Filgrastim (Neupogen)

Granulocyte colony-stimulating factor (G-CSF) that activates and stimulates production, maturation, migration, and cytotoxicity of neutrophils. Better tolerated than alternative GM-CSF.

 

Follow-up

Further Outpatient Care

See the list below:

  • CBC count: Perform a CBC count twice each week in patients receiving therapy by using granulocyte-colony stimulating factor (G-CSF) so that G-CSF can be discontinued when the absolute neutrophil count has reached a predetermined level (usually 1 or 5 X 109/L [1000 or 5000/µL]). See the Absolute Neutrophil Count calculator.

  • Blood chemistry: Monitor blood chemistry results and liver function in patients receiving parenteral nutrition or in those who have a history of toxicity, especially if the patient continues to receive nephrotoxic or hepatotoxic antibiotics or other drugs.

  • Chemotherapy: Depending on the protocol, some chemotherapy regimens (eg, vincristine, dactinomycin in particular) can be administered on an outpatient basis.

  • Monitoring for recurrence: Continue to perform blood tests and radiographic scans on an outpatient basis, with the frequency decreasing over time. In general, patients should be examined every 3 months for the first year, every 6 months for the second and third years, and yearly thereafter.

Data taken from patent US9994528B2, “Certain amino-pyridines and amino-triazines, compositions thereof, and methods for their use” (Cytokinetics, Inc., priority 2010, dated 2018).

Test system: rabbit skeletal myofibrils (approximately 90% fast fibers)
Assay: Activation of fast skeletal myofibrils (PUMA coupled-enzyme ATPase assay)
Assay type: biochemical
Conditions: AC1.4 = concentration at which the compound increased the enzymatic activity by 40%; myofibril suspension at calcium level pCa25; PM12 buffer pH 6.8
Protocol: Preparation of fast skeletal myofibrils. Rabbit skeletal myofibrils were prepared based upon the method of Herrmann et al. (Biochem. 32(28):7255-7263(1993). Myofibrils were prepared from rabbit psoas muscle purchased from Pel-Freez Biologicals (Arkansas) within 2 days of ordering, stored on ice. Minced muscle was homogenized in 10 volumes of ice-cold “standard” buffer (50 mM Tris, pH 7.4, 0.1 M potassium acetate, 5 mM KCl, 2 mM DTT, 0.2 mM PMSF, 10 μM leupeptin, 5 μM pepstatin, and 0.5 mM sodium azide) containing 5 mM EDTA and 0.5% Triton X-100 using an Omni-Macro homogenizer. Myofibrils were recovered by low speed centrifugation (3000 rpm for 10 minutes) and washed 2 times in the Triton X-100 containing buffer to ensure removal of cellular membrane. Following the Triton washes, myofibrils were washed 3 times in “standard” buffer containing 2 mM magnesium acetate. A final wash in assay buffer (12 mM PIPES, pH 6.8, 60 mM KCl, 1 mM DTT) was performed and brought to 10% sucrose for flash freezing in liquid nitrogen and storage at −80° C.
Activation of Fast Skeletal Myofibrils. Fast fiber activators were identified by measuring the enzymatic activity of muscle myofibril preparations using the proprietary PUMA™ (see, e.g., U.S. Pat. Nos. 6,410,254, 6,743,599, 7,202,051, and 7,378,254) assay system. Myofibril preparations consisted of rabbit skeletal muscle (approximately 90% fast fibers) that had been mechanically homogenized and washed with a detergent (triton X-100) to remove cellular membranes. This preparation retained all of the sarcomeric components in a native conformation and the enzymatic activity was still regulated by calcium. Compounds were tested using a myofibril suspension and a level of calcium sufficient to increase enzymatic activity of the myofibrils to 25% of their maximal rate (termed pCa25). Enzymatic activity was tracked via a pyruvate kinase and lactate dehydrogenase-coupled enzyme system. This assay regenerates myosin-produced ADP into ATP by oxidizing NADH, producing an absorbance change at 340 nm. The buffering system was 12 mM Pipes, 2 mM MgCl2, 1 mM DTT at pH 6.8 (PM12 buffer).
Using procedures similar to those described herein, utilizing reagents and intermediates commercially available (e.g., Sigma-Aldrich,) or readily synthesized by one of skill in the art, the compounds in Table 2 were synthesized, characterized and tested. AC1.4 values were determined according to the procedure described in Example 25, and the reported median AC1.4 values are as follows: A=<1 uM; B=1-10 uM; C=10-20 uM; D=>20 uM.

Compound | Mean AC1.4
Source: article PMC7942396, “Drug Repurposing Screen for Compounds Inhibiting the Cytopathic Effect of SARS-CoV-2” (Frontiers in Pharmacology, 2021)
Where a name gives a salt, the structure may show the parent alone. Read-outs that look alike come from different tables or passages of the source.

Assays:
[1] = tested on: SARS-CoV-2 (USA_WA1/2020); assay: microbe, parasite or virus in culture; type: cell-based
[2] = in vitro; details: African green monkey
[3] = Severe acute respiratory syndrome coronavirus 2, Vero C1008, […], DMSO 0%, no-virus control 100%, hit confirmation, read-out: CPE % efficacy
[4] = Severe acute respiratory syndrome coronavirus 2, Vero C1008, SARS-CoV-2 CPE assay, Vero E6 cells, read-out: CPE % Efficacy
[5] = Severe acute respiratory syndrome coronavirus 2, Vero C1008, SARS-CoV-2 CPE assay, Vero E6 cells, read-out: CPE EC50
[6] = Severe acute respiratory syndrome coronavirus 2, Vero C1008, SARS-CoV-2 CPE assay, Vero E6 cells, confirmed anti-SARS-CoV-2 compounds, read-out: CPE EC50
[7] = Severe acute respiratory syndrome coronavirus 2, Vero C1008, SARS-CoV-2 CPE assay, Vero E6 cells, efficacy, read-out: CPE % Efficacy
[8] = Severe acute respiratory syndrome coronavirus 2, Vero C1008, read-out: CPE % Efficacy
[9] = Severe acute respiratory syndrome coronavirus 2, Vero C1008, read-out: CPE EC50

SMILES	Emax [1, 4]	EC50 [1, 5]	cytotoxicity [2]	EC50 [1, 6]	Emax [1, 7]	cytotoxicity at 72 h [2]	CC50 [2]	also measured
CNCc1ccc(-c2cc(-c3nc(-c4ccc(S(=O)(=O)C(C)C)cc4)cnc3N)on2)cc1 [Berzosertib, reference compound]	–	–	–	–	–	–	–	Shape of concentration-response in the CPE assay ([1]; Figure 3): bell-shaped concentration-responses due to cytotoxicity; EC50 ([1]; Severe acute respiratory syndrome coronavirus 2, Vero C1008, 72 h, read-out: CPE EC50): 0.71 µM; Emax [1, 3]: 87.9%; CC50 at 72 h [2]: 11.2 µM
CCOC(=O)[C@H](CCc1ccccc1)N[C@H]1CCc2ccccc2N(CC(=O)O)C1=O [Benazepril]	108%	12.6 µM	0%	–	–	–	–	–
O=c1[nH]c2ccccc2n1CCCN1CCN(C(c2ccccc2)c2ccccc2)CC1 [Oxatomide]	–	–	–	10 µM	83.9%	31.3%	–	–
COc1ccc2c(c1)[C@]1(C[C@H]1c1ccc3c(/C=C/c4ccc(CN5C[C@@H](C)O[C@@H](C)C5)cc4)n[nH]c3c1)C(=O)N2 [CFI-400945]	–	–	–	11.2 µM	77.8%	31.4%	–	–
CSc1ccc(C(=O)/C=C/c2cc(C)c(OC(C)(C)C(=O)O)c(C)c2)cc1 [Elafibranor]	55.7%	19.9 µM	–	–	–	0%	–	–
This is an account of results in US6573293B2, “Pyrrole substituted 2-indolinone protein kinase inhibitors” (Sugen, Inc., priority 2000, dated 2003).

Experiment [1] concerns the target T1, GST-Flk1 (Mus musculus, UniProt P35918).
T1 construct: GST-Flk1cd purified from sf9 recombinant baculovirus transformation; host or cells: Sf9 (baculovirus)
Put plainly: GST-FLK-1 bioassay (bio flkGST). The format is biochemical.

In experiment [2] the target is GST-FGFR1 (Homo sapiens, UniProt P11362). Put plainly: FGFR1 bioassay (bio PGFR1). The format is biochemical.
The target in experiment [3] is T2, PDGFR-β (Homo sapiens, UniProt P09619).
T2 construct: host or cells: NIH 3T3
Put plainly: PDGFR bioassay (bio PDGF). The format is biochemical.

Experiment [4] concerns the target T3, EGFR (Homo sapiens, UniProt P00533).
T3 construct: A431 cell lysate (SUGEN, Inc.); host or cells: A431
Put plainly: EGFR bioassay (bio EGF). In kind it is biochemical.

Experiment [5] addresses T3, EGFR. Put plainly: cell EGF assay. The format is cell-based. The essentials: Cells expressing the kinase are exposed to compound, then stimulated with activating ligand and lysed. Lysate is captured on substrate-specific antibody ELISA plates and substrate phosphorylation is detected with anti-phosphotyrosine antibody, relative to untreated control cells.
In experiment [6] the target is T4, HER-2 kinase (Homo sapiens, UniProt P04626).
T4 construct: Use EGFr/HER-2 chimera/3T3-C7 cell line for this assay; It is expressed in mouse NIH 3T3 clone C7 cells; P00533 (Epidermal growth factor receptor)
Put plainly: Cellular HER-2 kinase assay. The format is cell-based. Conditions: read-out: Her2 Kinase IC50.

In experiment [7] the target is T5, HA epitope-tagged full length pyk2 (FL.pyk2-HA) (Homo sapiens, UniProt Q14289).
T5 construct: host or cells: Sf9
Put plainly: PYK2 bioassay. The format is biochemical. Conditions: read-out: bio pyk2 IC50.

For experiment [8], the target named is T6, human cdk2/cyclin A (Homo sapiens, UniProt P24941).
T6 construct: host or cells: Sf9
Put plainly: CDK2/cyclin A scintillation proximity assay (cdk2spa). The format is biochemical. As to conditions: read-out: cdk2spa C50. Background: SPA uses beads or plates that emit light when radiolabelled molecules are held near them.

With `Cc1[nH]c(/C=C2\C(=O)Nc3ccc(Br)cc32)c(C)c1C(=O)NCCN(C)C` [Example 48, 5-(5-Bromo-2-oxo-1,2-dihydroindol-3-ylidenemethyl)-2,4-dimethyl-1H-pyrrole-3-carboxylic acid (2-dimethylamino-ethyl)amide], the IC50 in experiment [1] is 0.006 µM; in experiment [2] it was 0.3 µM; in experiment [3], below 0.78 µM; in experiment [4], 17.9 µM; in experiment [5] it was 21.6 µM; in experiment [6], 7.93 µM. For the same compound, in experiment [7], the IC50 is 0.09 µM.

• Long-term follow-up care: At 5 or longer after the end of therapy, patients are considered to be long-term survivors. Patients should be examined annually at a late-effects clinic and monitored with appropriate studies depending on the type of therapy they received. Visits may include hormonal, psychosocial, and neurologic evaluations, as well as follow-up examinations by the radiotherapist.

Further Inpatient Care

See the list below:

  • Chemotherapy: Chemotherapy cycles are usually administered every 3 weeks (although vincristine is periodically given weekly) in patients with rhabdomyosarcoma (RMS), depending on recovery of the bone marrow. Patients receiving cycles that include cyclophosphamide, ifosfamide, and etoposide generally require inpatient admission for drug administration and monitoring.

  • Fever and neutropenia: Admission is required to administer intravenous (IV) antibiotics and to monitor patients.

  • Other reasons for inpatient care: Patients may require admission for a multitude of other medical problems during the chemotherapy phase of treatment, including varicella infection (to administer IV acyclovir and to monitor), mucositis (resulting from narcotics use), dehydration, meningitis, constipation, fungal pneumonia, and cystitis, among others.

Inpatient & Outpatient Medications

See the list below:

  • Trimethoprim-sulfamethoxazole: Prophylaxis against pneumocystic pneumonia should continue until 6 months after the end of chemotherapy.

  • Fluconazole: Systemic fungal prophylaxis is not necessary.

  • Clotrimazole: Prophylactic therapy for thrush may be discontinued after chemotherapy is completed.

  • Chlorhexidine mouth rinse: Prophylaxis against gingivitis and other mouth infections may be discontinued after chemotherapy is completed.

Transfer

See the list below:

  • Although major cancer therapy should take place at a center with pediatric oncologists, the child's referring pediatrician or general practitioner should continue to play an important role in the child's care throughout treatment.